Let me ask you if any of the following sound appealing to you as a photographer: Accessible locations? Minimal Planning? No Strenuous Activity? Photography during mid-day?
If any of those sound good to you, then Macro photography might just be your game. No, really. It’s true. Let me explain. Unlike many genres of photography, Macro photography subjects can be found within minutes of your home. Flowers, trees, insects, even household items are ideal subjects for Macro photography. All very accessible. Not only that, but these are subjects that also do not require a lot of set up and planning. With Macro photography, it can really be just about getting out and shooting.
Other forms of photography can require strenuous activity, hiking trails to the perfect view, crouched down in an uncomfortable position waiting for a bird to land in the right light. Not so much with Macro photography. Once you select your subject, you can explore multiple angles from various points of view. And you can do this at practically any time of the day. You don’t have to wait for “golden hour”, and you can be out in various light conditions; sunny, cloudy, rainy, etc.
See, it’s true. So if that sounds like it might be interesting to you, I think you should give macro photography a try.
That’s exactly what happened on a recent Saturday morning when I met 5 students at our Aperture Academy studio in San Jose, CA. They were ready to challenge themselves and add another page to their photography skills catalog, and I had some wonderful activities in store for them.
After everyone arrived and got settled, I started the day with some brief introductions to find out a little more about everyone. We had various levels of experience, which keeps it fun for me as an instructor. When introductions were complete, I gave a brief presentation regarding the technical and creative aspects of Macro photography and covered some of the concepts that my students would be discovering today.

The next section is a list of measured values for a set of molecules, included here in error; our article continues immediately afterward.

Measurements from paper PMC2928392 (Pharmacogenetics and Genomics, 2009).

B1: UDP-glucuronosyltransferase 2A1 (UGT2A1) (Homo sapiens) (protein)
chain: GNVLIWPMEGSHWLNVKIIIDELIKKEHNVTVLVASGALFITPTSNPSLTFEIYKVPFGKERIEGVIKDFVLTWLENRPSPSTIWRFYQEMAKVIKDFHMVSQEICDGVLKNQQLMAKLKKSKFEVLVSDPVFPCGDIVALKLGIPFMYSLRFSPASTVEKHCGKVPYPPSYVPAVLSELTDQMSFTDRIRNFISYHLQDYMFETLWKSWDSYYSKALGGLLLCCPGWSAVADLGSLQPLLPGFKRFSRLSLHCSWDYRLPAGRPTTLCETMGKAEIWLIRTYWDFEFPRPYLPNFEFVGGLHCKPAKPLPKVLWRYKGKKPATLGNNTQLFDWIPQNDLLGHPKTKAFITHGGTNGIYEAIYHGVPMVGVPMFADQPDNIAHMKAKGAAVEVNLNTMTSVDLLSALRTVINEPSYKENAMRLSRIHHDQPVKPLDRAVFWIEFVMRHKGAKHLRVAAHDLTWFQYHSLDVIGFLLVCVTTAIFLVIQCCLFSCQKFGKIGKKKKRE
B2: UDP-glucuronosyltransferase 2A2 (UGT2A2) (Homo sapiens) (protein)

We talked about the technical side of photography introducing the concept of the Exposure Triangle which is made up of Aperture (depth of Field), Shutter Speed (Motion Blur), and ISO (noise), and how these aspects work together to create your image. Changing one of these aspects affects how the others work, so it is important to understand the dependencies.
Next, we covered some of the more creative challenges in photography and how those can be applied to Macro Photography. Using techniques such as leading lines and the rule of thirds, can help your viewer understand the “story” in your image. Also, it is important to be mindful of the overall composition of your image taking notice of any potential distractions in the background or foreground that might take the focus from the photo’s subject. After the presentation, and some final questions, we were ready to get shooting! And honestly, that's the real reason we were all there that day.